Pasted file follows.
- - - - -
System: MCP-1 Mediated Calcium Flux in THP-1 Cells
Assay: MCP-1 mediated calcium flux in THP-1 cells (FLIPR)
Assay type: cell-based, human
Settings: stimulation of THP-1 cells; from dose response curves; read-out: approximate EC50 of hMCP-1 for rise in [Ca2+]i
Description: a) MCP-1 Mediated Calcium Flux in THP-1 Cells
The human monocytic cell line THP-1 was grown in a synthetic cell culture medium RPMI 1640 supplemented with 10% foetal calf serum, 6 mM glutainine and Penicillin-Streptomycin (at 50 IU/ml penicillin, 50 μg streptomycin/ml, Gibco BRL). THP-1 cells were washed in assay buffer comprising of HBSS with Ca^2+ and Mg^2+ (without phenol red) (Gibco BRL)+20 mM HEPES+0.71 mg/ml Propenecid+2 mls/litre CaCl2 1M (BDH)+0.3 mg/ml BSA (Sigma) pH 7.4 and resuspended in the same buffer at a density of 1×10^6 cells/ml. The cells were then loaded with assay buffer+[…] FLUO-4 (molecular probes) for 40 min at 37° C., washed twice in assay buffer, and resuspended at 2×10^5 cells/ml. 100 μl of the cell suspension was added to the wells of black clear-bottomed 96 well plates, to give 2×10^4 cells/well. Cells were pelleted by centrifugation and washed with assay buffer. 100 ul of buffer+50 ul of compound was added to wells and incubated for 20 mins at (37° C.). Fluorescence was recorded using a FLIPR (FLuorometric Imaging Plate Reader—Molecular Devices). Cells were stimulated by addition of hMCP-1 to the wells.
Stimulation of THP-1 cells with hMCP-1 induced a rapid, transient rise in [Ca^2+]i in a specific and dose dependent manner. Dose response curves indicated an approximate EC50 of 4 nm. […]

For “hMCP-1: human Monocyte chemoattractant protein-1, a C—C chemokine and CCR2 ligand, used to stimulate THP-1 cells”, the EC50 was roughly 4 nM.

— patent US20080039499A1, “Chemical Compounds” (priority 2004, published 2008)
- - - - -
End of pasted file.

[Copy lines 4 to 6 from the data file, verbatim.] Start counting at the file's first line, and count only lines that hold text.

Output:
Settings: stimulation of THP-1 cells; from dose response curves; read-out: approximate EC50 of hMCP-1 for rise in [Ca2+]i
Description: a) MCP-1 Mediated Calcium Flux in THP-1 Cells
The human monocytic cell line THP-1 was grown in a synthetic cell culture medium RPMI 1640 supplemented with 10% foetal calf serum, 6 mM glutainine and Penicillin-Streptomycin (at 50 IU/ml penicillin, 50 μg streptomycin/ml, Gibco BRL). THP-1 cells were washed in assay buffer comprising of HBSS with Ca^2+ and Mg^2+ (without phenol red) (Gibco BRL)+20 mM HEPES+0.71 mg/ml Propenecid+2 mls/litre CaCl2 1M (BDH)+0.3 mg/ml BSA (Sigma) pH 7.4 and resuspended in the same buffer at a density of 1×10^6 cells/ml. The cells were then loaded with assay buffer+[…] FLUO-4 (molecular probes) for 40 min at 37° C., washed twice in assay buffer, and resuspended at 2×10^5 cells/ml. 100 μl of the cell suspension was added to the wells of black clear-bottomed 96 well plates, to give 2×10^4 cells/well. Cells were pelleted by centrifugation and washed with assay buffer. 100 ul of buffer+50 ul of compound was added to wells and incubated for 20 mins at (37° C.). Fluorescence was recorded using a FLIPR (FLuorometric Imaging Plate Reader—Molecular Devices). Cells were stimulated by addition of hMCP-1 to the wells.